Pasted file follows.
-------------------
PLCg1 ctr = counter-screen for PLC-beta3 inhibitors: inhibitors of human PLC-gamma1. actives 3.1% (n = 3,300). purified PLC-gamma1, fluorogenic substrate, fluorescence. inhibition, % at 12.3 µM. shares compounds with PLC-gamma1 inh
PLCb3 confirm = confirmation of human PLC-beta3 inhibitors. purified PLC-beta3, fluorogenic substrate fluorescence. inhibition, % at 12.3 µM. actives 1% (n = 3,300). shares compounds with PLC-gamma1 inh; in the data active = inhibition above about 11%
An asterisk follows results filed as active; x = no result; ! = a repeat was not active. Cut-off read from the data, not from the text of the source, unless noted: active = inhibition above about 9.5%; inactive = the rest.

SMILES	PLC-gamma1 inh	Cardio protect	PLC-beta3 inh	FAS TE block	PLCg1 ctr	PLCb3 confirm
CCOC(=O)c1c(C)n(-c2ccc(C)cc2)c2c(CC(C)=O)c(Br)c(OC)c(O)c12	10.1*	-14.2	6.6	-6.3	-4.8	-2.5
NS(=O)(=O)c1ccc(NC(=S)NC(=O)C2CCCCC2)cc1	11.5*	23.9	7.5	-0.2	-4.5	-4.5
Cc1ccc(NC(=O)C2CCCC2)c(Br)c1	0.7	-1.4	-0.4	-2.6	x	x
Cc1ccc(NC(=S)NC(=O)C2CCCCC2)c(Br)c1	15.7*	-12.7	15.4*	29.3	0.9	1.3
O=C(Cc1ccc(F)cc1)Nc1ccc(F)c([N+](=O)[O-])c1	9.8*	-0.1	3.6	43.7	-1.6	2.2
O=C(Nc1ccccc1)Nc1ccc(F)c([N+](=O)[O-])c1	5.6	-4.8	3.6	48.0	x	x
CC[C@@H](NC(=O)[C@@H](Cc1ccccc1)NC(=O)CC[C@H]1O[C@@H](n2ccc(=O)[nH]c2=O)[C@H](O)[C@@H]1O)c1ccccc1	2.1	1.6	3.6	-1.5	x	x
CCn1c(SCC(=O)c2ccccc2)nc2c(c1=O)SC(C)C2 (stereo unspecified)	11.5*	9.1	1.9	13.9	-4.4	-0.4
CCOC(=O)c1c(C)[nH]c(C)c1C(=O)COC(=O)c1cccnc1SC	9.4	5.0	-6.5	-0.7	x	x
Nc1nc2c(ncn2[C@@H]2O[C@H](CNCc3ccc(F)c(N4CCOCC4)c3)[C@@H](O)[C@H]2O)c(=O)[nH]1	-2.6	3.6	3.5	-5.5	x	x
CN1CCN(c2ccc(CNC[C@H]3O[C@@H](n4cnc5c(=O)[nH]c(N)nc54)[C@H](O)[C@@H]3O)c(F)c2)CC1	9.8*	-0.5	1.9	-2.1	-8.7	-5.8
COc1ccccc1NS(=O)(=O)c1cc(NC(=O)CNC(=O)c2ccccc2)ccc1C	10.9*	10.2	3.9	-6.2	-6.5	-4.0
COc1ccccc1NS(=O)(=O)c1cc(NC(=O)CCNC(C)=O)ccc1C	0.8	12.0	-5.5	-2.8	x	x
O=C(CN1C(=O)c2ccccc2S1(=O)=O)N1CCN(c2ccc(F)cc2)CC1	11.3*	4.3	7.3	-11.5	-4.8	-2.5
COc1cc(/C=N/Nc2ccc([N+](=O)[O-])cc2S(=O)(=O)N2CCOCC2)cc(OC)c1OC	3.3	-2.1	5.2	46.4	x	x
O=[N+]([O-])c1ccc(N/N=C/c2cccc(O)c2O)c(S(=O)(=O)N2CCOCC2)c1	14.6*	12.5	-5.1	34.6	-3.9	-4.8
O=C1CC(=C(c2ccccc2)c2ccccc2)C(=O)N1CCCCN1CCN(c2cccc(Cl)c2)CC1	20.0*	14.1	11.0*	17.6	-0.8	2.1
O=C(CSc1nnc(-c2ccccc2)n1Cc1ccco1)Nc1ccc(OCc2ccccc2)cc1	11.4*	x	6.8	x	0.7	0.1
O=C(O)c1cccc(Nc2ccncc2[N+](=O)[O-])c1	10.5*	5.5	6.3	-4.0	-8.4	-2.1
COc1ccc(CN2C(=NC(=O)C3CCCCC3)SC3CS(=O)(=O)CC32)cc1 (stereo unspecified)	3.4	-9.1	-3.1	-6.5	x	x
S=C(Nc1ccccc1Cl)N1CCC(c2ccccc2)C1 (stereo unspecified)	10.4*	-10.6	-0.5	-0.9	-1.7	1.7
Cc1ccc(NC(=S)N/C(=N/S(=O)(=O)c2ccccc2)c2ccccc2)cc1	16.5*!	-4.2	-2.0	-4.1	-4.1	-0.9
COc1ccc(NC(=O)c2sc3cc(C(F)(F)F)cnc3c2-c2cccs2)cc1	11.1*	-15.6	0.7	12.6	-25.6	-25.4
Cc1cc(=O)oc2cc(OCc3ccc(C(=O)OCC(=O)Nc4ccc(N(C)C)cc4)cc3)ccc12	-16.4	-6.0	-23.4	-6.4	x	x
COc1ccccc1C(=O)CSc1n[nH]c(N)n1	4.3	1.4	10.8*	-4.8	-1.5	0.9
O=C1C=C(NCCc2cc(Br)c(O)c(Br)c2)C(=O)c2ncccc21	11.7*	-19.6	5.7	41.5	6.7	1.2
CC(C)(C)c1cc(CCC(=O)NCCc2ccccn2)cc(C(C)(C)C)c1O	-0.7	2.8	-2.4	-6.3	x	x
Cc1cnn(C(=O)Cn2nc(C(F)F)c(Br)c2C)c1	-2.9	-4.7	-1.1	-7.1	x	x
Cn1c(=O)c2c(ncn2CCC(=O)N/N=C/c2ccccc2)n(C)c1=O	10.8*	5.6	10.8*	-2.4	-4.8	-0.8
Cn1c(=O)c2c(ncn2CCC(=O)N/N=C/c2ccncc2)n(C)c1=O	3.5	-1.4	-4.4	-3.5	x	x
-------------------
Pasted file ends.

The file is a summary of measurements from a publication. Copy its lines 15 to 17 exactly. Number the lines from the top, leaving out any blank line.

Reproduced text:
CN1CCN(c2ccc(CNC[C@H]3O[C@@H](n4cnc5c(=O)[nH]c(N)nc54)[C@H](O)[C@@H]3O)c(F)c2)CC1	9.8*	-0.5	1.9	-2.1	-8.7	-5.8
COc1ccccc1NS(=O)(=O)c1cc(NC(=O)CNC(=O)c2ccccc2)ccc1C	10.9*	10.2	3.9	-6.2	-6.5	-4.0
COc1ccccc1NS(=O)(=O)c1cc(NC(=O)CCNC(C)=O)ccc1C	0.8	12.0	-5.5	-2.8	x	x